Stunning interactive exhibits were another strategy. When the Dylan Archive deal was announced six years ago, it was revealed that in addition to Morgan’s notebook for “Blood on the Tracks”, the singer also kept two other spiral notebooks with d other notes for this album, unknown even to the most obsessed. students. The Dylan Center is showing the three of them together for the first time, thanks to a loan from the Morgan.
A digital display projects moving images of these newspapers onto an open book-like surface. The pages scroll by, in realistic motion, showing laborious draft after laborious draft of songs like “Tangled Up in Blue”, with key passages highlighted and explanatory context added. This feature, and others, were designed by 59 Productions, who also worked on the famous “David Bowie is” exposure.
The Dylan Center also includes a digital jukebox with 162 songs chosen by Elvis Costello, and a mock studio that allows listeners to tinker with Dylan’s original recording “stems” – individual instrumental tracks or isolated vocals – of a few songs. classics, including “Knockin’ on The Gates of Heaven.” The center’s artist-in-residence is Joy Harjoa Tulsa native and member of the Muscogee Creek Nation, who is the newest poet laureate of the United States.
Some items, like a gym bag filled with fan mail from 1966, have an immediate emotional impact. In letters from earlier this year, fans plead for photos and autographs as if Dylan were a pop idol. Recovery cards poured in after his motorcycle accident in July. A November letter from a soldier in Vietnam describes a young man hearing “Blowin’ in the Wind” on the radio while mourning three fallen friends in a “blood soaked country”.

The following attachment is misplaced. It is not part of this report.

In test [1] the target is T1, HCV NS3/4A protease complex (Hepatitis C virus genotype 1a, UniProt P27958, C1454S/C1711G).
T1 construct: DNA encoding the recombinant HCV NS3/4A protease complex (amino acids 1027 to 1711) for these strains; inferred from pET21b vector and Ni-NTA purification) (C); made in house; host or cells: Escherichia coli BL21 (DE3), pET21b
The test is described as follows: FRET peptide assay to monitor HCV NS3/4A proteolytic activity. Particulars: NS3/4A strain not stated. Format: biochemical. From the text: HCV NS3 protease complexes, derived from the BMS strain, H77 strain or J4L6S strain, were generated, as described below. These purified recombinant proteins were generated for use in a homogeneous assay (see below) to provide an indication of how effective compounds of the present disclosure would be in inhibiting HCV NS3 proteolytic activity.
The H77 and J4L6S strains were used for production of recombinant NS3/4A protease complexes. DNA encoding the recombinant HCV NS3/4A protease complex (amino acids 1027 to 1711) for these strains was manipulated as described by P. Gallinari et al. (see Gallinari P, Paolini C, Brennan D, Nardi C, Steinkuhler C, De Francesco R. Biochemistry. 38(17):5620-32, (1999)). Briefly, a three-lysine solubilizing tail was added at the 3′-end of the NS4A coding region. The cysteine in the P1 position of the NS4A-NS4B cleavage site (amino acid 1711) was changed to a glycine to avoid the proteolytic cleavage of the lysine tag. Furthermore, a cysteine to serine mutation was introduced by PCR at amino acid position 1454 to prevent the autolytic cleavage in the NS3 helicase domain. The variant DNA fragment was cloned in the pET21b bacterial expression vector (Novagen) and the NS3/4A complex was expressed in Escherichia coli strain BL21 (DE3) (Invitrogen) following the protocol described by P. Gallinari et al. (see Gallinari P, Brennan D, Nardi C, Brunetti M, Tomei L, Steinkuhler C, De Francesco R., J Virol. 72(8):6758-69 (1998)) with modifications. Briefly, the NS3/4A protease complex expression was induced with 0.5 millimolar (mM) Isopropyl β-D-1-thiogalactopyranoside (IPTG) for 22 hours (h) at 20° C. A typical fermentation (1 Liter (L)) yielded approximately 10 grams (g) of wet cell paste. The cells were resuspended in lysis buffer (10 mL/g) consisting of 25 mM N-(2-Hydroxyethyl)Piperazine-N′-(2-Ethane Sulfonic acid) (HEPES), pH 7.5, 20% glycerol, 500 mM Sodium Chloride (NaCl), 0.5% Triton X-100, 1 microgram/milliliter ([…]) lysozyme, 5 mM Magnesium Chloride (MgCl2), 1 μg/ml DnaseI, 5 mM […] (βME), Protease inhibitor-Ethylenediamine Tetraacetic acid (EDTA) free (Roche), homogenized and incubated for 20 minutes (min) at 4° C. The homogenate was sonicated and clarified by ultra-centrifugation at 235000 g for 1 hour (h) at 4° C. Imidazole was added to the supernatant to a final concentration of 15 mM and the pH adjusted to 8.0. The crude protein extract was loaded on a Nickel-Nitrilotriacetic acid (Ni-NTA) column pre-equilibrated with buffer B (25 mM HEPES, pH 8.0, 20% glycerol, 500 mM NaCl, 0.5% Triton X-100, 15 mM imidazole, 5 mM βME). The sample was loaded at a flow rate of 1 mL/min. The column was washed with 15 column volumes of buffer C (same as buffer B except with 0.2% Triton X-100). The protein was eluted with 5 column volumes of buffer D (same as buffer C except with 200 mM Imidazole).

Yet Dylan never read this correspondence. According to Mark A. Davidson, curator of the Dylan Archives, the bag had apparently remained untouched for years, and when archivists received it, no mail had been opened.
The center and the archives are already evolving. Exhibits like the jukebox will rotate between guest curators. And the Dylan archives kept growing. In 2016, she bought the original tambourine from Bruce Langhornewhich inspired Dylan’s song “Mr. Tambourine Man. More recently, he has acquired extensive collections from Mitch Blank in New York and Bill Pagel, who owns two of Dylan’s childhood homes in Minnesota, as well as books and vinyl records by Harry Smith, the filmmaker and polymath best known for compiling the “Anthology of American Folk Music” (1952).
But the market values of the music archive have skyrocketed, in part because of Dylan’s own deal. Davidson said many well-known musicians have offered to sell their collections, saying, “We want Bob Dylan’s money.” Jenkins, the center’s director, said that while the Kaiser foundation covers about half of its $10 million opening fee – the rest was raised from donors – the institution will seek to establish sufficient revenue streams. to become financially “self-sufficient”.
In the six years since the Dylan Archive acquisition, Tulsa’s local and national profile has changed, driven by a broad awareness of the 1921 Greenwood Massacrein which a white mob destroyed a thriving black community and killed up to 300 people.
A century later, Tulsa is still heeding that history, and the Dylan Center — just blocks from the Greenwood neighborhood — hasn’t been spared the process. When the center was designed, it was planned for what was then known as Brady Street, which was named after WT Brady, a Ku Klux Klan member involved in the Greenwood Massacre. In 2019, Brady Street was renamed Path of reconciliation.
To some extent, Greenwood’s legacy has forced the organizers of the Dylan and Guthrie Centers to consider what role they can or should play in the town’s healing. Recently, the two institutions participated in “Fire in Little Africaa multimedia project in which Oklahoma rappers recorded at Brady’s former mansion.
Ken Levit, executive director of the Kaiser Foundation, described “Fire in Little Africa” as a sign of how the centers can serve as “engines of thought and creativity” on social issues in America. Supporters also point to Dylan’s early protest songs as a connection, although Dylan has spent most of his career confounding all attempts to use him or his music as a symbol for any cause.
Krystal Reyes, the city of Tulsa’s resilience manager, had a simpler explanation. Her work involves a range of social programs to support issues such as public health, equity and inclusion.
“Everyone should have an on-ramp to this job,” Reyes said. “And maybe for some people the on-ramp to this job is Dylan. And I think that’s pretty cool.
Kristi Eaton contributed reporting from Tulsa.